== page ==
Tomorrow at 7 am, I will enter the waters of Lake Monona in Madison Wisconsin with 3,000 other ironman hopefuls, ready to put to the test our training, physical skills, our will and our soul, to travel 140.2 miles in less than 17 hours (the official cutoff is midnight). Regardless of whether this is your first, or your fifth, or your twentieth Ironman race, there is a healthy amount of trepidation and anxiousness leading up to the start of the race. It is for good reason, the level of strain and stress that each of us will put on our bodies will be beyond normal but, then, that is exactly. We want to find out what we are made of, to see if we can stare down our fears and the challenges that such a race brings, and then raise oneself up to a level of accountability that only a race like this can force. For members of our THPL community who do not know the history of the race here is a quick synopsis:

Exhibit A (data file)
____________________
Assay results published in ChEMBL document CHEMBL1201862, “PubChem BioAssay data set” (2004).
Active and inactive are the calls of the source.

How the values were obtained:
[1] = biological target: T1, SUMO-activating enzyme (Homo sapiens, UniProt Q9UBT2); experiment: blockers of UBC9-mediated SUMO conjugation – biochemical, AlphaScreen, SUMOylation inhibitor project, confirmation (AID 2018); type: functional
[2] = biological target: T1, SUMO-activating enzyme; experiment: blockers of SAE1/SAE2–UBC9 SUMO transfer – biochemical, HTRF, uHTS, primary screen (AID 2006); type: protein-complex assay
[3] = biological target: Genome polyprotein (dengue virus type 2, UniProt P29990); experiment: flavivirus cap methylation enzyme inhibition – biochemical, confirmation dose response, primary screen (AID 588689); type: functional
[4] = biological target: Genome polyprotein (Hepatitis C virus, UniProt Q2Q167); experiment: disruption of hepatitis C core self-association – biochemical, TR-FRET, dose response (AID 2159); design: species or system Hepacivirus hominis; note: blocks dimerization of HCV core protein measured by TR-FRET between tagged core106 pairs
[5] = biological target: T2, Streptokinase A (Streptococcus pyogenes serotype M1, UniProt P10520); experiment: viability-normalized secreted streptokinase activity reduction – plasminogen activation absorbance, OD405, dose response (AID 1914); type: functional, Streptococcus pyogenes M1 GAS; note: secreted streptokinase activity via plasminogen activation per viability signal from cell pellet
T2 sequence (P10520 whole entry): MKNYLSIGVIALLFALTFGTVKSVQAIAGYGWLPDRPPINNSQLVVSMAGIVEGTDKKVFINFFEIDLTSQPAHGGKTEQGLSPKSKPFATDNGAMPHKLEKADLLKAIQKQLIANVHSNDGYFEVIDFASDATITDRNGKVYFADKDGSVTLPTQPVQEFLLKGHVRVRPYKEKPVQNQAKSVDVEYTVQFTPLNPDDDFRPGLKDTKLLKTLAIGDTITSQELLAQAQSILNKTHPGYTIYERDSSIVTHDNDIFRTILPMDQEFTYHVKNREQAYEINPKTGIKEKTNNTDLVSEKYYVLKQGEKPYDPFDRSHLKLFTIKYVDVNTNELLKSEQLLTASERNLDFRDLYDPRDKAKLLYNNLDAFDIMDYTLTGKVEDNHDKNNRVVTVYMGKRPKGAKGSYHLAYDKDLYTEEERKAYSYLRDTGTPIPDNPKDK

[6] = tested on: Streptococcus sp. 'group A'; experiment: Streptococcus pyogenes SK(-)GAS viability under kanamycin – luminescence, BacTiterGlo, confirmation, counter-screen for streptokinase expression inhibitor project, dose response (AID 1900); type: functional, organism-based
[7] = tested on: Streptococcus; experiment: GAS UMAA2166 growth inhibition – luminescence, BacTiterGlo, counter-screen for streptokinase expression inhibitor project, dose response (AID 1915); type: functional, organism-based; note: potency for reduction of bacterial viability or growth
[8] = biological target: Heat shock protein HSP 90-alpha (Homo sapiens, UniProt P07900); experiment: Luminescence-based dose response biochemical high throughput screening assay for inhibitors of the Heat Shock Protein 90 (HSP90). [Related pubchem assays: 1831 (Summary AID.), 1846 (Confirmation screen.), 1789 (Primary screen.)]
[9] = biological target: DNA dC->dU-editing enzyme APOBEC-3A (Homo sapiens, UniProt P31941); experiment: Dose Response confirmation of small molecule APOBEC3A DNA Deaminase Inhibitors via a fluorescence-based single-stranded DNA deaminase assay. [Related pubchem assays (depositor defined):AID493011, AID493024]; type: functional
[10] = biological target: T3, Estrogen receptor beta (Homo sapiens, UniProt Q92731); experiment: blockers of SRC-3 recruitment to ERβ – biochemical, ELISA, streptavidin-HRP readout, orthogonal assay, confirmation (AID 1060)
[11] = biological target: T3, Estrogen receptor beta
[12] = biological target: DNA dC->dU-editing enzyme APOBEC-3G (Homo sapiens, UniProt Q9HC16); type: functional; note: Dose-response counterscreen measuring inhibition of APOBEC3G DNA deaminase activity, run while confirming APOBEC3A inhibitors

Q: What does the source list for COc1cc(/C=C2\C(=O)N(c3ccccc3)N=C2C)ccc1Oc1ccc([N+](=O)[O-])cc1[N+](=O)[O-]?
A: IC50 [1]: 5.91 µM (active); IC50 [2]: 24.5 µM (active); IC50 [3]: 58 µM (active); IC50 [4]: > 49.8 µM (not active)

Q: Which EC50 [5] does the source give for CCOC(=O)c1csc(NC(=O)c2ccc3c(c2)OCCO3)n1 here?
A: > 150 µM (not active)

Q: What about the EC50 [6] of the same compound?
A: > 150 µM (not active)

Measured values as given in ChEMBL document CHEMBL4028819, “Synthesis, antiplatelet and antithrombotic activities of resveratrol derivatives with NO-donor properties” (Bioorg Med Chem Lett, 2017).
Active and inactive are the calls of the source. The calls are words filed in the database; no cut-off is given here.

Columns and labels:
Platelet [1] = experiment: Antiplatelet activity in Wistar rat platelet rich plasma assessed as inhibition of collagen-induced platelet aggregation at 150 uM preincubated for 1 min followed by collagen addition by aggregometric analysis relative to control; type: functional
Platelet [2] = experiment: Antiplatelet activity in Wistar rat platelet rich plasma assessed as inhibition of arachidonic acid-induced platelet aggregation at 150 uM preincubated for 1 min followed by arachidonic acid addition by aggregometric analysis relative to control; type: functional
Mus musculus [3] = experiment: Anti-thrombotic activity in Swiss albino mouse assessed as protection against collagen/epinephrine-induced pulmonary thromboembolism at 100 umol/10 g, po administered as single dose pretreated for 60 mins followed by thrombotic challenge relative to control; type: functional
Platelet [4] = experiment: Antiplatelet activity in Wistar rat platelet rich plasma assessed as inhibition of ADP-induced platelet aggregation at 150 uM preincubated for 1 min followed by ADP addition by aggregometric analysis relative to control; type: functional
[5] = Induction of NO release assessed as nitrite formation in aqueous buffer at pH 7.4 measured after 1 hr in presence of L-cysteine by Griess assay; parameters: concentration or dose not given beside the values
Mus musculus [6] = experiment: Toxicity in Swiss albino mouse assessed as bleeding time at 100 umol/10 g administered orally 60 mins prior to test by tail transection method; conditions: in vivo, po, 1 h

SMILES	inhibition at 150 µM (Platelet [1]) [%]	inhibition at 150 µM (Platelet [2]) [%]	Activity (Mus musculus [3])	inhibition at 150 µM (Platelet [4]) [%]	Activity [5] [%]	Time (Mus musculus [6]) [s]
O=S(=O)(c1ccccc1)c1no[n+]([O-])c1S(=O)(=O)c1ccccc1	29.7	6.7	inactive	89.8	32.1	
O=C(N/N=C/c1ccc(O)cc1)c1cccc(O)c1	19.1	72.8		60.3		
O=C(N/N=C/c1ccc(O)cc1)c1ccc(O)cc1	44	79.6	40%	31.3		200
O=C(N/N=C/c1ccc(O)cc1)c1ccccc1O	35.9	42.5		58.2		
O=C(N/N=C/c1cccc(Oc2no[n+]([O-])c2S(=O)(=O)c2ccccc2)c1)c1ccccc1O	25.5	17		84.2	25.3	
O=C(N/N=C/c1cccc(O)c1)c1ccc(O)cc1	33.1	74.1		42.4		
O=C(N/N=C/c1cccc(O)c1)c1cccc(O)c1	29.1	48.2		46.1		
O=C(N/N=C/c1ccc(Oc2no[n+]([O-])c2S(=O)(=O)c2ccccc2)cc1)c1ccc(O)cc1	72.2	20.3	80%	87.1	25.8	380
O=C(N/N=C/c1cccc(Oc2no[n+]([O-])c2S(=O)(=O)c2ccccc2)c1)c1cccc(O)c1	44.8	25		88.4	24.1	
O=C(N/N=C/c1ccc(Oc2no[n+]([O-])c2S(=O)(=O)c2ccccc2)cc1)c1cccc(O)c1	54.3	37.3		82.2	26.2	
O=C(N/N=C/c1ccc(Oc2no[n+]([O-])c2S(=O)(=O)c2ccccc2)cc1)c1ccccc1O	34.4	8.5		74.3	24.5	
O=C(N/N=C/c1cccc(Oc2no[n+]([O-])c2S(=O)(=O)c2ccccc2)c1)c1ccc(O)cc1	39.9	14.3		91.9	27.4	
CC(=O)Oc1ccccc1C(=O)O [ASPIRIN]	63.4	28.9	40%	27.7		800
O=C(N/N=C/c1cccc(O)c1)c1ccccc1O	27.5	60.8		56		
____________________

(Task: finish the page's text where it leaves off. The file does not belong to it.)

The idea for the original Ironman Triathlon arose after the 1977 Oʻahu Perimeter race when the participants from both the Mid-Pacific Road Runners and the Waikiki Swim Club, were actively debating which athletes were more fit, runners or swimmers or cyclists. It was suggested that the debate should be settled through a race combining the three existing long-distance competitions already on the island: the Waikiki Roughwater Swim (2.4 miles), the Around-Oahu Bike Race (112 miles) and the Honolulu Marathon (26.2 miles).
With a nod to a local runner who was notorious for his demanding workouts, Collins said, “Whoever finishes first, we’ll call him the Iron Man” And so the tradition was started. It has evolved quite significantly since the first 25 participants dove into the Pacific Ocean but the core of the race remains the same .Swim, Bike, Run, Yes it that simple.
Here’s to upholding the tradition that has brought so many to find out what it means to be an ironman.
Loving life and ready to go